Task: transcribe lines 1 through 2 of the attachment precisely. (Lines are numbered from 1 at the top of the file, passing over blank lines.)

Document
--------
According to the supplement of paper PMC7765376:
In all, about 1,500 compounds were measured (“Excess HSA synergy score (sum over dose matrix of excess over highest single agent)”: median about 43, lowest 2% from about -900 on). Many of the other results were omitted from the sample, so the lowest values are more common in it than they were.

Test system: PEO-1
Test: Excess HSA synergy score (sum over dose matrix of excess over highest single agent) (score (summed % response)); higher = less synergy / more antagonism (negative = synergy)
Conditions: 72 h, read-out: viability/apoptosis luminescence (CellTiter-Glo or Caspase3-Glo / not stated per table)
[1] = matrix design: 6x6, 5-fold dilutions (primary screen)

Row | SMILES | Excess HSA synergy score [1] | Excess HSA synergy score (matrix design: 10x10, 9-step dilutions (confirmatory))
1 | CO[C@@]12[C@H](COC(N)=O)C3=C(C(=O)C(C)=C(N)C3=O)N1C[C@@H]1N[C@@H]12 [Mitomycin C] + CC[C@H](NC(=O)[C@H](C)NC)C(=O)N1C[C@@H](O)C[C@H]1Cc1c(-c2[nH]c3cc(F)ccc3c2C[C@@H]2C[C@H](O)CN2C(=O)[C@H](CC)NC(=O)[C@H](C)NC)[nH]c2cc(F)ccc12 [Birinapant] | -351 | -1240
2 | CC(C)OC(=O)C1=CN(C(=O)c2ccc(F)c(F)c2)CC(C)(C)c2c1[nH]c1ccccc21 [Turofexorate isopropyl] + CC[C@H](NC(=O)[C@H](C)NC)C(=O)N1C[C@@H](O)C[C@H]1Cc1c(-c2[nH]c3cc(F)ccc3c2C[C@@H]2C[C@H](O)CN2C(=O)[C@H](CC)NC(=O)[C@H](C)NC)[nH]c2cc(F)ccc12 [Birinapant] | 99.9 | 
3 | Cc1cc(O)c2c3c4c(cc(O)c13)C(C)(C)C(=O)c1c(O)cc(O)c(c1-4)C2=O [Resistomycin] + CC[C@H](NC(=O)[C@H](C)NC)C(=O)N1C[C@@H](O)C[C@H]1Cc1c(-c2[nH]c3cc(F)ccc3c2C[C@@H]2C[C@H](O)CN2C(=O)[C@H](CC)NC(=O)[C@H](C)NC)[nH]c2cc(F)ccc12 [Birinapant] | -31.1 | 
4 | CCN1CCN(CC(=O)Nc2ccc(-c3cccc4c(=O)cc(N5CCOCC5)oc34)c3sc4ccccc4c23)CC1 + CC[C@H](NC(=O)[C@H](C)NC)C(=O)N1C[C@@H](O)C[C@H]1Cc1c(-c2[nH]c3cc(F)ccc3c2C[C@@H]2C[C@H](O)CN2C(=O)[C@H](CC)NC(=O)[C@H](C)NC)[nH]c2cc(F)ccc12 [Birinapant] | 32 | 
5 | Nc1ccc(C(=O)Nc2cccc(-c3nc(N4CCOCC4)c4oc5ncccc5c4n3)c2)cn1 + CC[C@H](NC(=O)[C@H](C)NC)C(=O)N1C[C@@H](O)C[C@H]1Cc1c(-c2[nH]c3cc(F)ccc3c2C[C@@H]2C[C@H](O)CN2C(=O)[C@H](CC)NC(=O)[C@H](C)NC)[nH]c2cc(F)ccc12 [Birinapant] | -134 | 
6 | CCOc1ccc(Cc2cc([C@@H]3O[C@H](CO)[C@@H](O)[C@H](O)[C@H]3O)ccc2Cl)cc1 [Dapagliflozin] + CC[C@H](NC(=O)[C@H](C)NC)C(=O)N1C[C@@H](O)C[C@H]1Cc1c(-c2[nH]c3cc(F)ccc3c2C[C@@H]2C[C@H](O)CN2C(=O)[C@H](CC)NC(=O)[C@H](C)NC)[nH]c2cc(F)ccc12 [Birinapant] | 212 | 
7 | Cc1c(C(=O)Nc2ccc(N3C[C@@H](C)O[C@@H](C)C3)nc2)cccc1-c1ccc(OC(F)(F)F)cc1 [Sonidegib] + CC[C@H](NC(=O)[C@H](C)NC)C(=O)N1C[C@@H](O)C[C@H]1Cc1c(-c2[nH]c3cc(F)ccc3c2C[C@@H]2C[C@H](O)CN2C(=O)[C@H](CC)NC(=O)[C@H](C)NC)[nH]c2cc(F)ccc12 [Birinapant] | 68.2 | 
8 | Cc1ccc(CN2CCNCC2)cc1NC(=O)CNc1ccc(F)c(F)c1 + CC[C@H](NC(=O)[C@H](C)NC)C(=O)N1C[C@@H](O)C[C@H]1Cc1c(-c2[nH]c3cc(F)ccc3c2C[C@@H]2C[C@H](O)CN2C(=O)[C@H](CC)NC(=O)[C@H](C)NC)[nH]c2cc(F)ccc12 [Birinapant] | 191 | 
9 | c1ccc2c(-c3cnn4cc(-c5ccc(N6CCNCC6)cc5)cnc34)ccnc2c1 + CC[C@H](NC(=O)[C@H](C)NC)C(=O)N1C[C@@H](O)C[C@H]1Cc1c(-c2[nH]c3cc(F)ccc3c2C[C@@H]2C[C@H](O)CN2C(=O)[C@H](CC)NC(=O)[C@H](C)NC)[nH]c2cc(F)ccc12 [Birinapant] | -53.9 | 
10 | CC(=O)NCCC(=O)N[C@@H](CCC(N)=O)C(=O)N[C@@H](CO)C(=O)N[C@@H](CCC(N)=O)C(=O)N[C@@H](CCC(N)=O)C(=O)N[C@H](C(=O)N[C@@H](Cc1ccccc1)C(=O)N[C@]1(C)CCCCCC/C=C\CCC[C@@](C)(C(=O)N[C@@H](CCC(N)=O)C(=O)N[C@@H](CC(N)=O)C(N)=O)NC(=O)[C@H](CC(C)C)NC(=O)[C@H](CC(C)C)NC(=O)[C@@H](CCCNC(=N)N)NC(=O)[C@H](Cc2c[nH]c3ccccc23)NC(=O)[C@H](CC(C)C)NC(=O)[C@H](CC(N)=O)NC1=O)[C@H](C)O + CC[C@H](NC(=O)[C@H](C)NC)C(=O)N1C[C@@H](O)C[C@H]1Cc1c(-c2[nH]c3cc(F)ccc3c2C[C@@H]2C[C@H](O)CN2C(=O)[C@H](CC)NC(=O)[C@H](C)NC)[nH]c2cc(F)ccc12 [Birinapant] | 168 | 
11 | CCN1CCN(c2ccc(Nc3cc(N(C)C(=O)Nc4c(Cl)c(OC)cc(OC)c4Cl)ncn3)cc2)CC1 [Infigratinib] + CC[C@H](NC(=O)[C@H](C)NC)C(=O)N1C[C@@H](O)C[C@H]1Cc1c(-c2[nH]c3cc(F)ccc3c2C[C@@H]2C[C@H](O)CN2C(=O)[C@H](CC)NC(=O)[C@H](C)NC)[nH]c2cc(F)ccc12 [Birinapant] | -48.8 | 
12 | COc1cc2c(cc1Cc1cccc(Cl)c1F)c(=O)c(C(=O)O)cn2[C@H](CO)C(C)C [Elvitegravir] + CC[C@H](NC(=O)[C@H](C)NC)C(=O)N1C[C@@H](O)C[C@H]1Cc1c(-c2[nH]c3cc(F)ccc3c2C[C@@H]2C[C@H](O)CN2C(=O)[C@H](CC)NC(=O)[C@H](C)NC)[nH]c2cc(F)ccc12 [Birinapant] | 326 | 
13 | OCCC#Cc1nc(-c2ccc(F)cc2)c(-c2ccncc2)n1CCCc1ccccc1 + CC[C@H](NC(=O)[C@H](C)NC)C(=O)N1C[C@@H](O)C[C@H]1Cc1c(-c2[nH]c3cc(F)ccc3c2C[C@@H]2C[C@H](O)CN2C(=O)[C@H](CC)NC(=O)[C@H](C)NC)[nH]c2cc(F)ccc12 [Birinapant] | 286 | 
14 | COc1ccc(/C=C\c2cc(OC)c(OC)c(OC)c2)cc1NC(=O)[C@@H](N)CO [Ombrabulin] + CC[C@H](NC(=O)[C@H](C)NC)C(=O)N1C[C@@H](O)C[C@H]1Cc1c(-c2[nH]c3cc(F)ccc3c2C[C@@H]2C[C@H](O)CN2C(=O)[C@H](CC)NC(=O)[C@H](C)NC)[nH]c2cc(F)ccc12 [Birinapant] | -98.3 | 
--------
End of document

According to the supplement of paper PMC7765376:
In all, about 1,500 compounds were measured (“Excess HSA synergy score (sum over dose matrix of excess over highest single agent)”: median about 43, lowest 2% from about -900 on). Many of the other results were omitted from the sample, so the lowest values are more common in it than they were.